The rabbi wrote that the dead people were so numerous, he could not afford to buy shrouds. He told how he was working every day until midnight just to talk to the refugees and deal with their welfare. Sometimes  he had to buy them material using his own money. He requested a raise in his salary  –  about eight dinar per month, at that time. The Rabbanut responded favourably and he got what he wanted.

 

More from Sami Sourani:

Biden administration calls for release of Yemenite Jew

According to Arutz Sheva, the  Biden administration has called for the release of Levi Salem Musa Marhabi, who is still in jail in Yemen for allegedly helping to ‘smuggle’ out a Torah scroll. The scroll accompanied the last party of Jews to be airlifted out of Yemen in 2016. The former ‘antisemitism Tsar’ Elan Carr has drawn atention to Marhabi’s case and the American Sephardi Federation has been running  a campaign for Marhabi’s  release. There are six Jews still in Yemen, or fewer.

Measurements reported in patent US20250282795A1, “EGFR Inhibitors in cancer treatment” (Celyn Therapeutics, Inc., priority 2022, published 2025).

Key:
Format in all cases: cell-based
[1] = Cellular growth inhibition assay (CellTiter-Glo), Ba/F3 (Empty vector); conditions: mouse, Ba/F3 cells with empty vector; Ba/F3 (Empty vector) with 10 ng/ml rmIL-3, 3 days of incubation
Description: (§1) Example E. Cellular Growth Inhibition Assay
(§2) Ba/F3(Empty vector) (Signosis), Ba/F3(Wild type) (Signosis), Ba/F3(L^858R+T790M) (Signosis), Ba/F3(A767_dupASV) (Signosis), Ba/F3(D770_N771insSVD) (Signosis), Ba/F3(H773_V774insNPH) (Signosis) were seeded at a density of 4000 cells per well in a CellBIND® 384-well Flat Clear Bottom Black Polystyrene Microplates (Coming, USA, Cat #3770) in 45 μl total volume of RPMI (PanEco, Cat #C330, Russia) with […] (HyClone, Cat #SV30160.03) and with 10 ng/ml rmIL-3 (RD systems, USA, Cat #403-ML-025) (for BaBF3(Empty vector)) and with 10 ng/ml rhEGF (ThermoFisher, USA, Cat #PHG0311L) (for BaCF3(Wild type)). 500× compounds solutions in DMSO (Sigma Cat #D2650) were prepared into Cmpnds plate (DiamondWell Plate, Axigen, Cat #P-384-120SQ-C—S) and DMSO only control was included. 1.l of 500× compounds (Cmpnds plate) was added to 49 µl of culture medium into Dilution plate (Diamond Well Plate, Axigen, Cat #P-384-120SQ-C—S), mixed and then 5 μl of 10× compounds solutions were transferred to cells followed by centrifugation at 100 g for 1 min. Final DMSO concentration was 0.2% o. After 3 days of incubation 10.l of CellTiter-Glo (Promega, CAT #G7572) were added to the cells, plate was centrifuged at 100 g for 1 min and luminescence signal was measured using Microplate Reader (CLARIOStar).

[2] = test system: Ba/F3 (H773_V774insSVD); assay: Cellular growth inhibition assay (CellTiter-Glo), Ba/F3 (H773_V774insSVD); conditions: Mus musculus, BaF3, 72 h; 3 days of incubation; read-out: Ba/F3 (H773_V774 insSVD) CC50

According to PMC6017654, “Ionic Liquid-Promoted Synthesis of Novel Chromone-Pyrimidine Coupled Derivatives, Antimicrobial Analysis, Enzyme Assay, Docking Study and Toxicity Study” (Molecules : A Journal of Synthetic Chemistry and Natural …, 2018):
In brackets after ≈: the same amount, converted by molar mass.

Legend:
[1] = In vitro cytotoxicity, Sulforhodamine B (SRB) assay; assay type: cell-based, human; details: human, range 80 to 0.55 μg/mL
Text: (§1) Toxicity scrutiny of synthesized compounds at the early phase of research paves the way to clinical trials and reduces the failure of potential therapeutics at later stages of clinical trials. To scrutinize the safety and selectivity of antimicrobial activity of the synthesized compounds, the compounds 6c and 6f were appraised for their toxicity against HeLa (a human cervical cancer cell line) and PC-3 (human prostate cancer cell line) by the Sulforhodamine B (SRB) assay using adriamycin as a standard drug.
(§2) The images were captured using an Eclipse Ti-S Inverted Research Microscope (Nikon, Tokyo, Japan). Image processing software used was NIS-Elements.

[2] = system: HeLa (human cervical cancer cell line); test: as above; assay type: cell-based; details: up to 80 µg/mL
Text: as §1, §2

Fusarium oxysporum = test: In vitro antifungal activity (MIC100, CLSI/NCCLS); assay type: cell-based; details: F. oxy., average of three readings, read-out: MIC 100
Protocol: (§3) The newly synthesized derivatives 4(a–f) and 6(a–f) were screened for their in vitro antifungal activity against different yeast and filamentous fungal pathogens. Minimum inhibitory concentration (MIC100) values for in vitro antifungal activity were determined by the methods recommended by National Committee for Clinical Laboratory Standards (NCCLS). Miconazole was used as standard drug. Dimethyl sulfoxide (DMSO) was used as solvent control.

Benjamin Netanyahu poses with the Torah scroll which Marhabi is accused of helping to smuggle out to Israel

US State Department spokesman Ned Price has announced that the Biden Administration is calling for the release of Levi Marhabi, a young Yemeni Jew accused of helping Jews who immigrated to Israel take an ancient Torah scroll from Yemen with them.

For about four years, Levi Marhabi has been imprisoned in Yemen. The Iranian-backed Houthi rebels say the Torah Scroll as a ‘stolen national treasure.’